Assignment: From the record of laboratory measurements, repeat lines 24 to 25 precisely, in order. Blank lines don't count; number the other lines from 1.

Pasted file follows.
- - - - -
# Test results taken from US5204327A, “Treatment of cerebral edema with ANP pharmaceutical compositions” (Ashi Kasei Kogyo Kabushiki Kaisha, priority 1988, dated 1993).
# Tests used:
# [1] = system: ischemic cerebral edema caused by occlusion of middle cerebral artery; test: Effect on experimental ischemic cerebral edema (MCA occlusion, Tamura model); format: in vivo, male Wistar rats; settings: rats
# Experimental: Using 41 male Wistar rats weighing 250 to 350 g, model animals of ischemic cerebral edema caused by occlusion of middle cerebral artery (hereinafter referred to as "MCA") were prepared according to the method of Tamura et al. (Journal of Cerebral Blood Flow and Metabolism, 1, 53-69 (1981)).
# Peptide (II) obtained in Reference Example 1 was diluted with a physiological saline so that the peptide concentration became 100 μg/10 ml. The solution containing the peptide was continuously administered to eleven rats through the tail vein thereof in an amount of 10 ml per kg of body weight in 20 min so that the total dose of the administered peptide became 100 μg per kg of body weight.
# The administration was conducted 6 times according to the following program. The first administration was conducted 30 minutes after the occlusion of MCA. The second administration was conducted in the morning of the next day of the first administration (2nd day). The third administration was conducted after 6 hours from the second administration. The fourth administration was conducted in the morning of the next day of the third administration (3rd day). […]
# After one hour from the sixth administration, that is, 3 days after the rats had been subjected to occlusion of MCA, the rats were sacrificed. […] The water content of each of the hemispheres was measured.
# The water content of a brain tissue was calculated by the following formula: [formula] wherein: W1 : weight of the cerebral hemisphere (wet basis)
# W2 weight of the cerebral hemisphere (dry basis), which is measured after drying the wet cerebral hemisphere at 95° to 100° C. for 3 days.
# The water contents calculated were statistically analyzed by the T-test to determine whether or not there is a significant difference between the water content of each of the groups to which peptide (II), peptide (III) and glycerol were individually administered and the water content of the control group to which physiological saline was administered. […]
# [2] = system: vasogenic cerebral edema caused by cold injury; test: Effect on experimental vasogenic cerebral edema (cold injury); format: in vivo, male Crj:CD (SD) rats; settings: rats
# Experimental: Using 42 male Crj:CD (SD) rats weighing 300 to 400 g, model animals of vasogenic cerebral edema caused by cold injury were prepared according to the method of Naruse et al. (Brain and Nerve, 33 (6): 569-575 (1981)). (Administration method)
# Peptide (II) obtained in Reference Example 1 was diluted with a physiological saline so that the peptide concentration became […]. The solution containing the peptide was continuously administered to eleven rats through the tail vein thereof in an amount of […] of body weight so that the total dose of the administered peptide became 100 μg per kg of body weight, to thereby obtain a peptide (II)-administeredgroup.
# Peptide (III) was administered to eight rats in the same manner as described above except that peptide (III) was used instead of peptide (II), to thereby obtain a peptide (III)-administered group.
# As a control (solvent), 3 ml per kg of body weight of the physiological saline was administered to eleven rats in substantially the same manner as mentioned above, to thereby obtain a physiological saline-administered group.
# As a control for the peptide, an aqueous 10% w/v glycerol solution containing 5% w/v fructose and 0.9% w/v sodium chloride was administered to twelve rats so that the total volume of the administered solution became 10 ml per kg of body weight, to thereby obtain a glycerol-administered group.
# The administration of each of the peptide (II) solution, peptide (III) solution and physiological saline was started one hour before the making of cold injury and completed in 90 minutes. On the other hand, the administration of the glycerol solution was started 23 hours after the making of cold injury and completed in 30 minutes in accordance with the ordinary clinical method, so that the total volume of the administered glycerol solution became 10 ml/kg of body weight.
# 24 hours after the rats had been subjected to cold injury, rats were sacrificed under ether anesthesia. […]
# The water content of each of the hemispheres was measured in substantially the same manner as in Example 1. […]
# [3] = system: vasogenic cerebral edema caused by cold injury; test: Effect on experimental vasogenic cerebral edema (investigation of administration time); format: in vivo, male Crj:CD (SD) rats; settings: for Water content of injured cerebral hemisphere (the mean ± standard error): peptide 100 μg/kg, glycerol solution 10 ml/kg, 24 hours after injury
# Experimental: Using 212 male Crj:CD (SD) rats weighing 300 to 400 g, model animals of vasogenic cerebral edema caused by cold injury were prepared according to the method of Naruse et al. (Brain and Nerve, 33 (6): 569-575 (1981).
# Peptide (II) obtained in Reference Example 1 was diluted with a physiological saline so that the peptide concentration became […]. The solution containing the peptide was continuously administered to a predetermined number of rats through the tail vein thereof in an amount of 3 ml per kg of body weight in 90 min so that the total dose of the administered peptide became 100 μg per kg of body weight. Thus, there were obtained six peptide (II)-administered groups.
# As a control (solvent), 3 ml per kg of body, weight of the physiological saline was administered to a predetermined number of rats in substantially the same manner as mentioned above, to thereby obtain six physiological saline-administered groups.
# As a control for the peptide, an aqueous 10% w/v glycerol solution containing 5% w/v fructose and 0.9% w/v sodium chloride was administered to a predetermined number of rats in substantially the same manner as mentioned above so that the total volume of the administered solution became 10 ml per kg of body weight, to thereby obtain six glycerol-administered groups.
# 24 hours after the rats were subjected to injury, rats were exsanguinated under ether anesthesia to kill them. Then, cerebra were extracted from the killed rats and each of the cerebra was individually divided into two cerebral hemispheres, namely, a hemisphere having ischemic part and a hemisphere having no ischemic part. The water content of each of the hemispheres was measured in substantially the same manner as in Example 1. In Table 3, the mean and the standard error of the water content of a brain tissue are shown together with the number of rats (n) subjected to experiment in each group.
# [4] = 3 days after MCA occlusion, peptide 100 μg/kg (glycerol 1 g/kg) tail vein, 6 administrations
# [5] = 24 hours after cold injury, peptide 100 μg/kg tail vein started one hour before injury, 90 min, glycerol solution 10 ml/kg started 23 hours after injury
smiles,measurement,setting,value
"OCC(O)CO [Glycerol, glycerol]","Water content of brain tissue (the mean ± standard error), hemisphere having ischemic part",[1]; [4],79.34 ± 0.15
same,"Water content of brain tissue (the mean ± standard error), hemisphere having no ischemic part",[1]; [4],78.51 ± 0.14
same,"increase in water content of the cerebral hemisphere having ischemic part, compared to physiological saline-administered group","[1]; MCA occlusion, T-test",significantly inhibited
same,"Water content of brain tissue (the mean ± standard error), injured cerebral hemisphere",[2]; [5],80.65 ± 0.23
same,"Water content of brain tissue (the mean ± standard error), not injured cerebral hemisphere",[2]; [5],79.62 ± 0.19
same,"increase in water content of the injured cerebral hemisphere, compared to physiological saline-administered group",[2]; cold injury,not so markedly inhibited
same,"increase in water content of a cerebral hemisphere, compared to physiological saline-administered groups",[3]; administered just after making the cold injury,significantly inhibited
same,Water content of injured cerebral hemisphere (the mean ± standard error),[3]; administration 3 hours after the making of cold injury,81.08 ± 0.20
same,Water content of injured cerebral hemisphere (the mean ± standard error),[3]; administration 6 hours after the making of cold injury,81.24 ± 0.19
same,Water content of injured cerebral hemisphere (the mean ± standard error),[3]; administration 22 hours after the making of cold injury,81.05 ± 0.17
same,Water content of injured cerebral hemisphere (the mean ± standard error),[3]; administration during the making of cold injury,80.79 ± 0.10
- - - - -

# As a control for the peptide, an aqueous 10% w/v glycerol solution containing 5% w/v fructose and 0.9% w/v sodium chloride was administered to a predetermined number of rats in substantially the same manner as mentioned above so that the total volume of the administered solution became 10 ml per kg of body weight, to thereby obtain six glycerol-administered groups.
# 24 hours after the rats were subjected to injury, rats were exsanguinated under ether anesthesia to kill them. Then, cerebra were extracted from the killed rats and each of the cerebra was individually divided into two cerebral hemispheres, namely, a hemisphere having ischemic part and a hemisphere having no ischemic part. The water content of each of the hemispheres was measured in substantially the same manner as in Example 1. In Table 3, the mean and the standard error of the water content of a brain tissue are shown together with the number of rats (n) subjected to experiment in each group.